A long effort by the scientific community, industry, and policymakers to lift bureaucratic barriers to research, strengthen links between industry and universities, and promote innovation in business came to a positive conclusion last February 8 with the promulgation of a federal government decree regulating previous legislation on science, technology, and innovation. The extensive new regulations aim to give practical effect to Act 13,243 (January 2016), which introduced changes into a set of legal instruments on innovation (see Pesquisa FAPESP, issue no. 240). “While the Act promulgated in 2016 has just 18 articles, the decree now regulating it has 86, which have been formulated to provide greater clarity and legal certainty to stakeholders,” says Alvaro Prata, secretary for R&D and innovation at the Brazilian Ministry of Science, Technology, Innovation, and Communications (MCTIC). “The new legal framework is the result of a collective effort.”
The February 8 decree is a bid to improve on the innovation framework that has been in place in Brazil since the Technological Innovation Act came into effect in 2004. Among other changes, this Act introduced the option for government funding to be invested in companies and for researchers from public institutions to work in the private sector. But while the act promulgated 14 years ago primarily focused on public-private partnerships and in-company innovation, the amended framework is more diversified in scope. Some provisions elaborate further on previously introduced concepts. For example, the framework now allows public institutions to host private companies’ “innovation-promoting environments,” supporting the development of science parks and accelerators such as those being set up in several cities and institutions in Brazil.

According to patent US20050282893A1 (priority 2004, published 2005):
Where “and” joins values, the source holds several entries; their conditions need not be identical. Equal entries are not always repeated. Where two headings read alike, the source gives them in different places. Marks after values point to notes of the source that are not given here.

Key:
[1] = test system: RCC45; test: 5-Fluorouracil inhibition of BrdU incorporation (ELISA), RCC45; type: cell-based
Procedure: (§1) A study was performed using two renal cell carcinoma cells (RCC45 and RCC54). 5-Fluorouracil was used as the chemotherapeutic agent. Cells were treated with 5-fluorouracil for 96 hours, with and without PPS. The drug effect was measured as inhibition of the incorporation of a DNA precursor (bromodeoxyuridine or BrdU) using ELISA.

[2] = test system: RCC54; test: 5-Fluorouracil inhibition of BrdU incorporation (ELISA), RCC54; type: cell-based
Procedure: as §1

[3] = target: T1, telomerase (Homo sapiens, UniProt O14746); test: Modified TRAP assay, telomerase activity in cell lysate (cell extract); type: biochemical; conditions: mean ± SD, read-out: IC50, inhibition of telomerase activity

Among the newly introduced provisions is a broadened set of grant mechanisms for micro, small, and medium-sized enterprises. “Technology bonuses,” for example, are a new form of financial aid awarded by public institutions to small business to pay for the use or sharing of research laboratories or specialist research services. “A startup will not have the research capabilities available to a large innovation company or research institution. Technology bonuses are a kind of grant designed to fill this gap and help startups engage in research and development,” says Cristina Assimakopoulos, a lawyer who is leading a working group created by the National Association for Research and Development at Innovative Companies (ANPEI) to discuss the regulatory changes.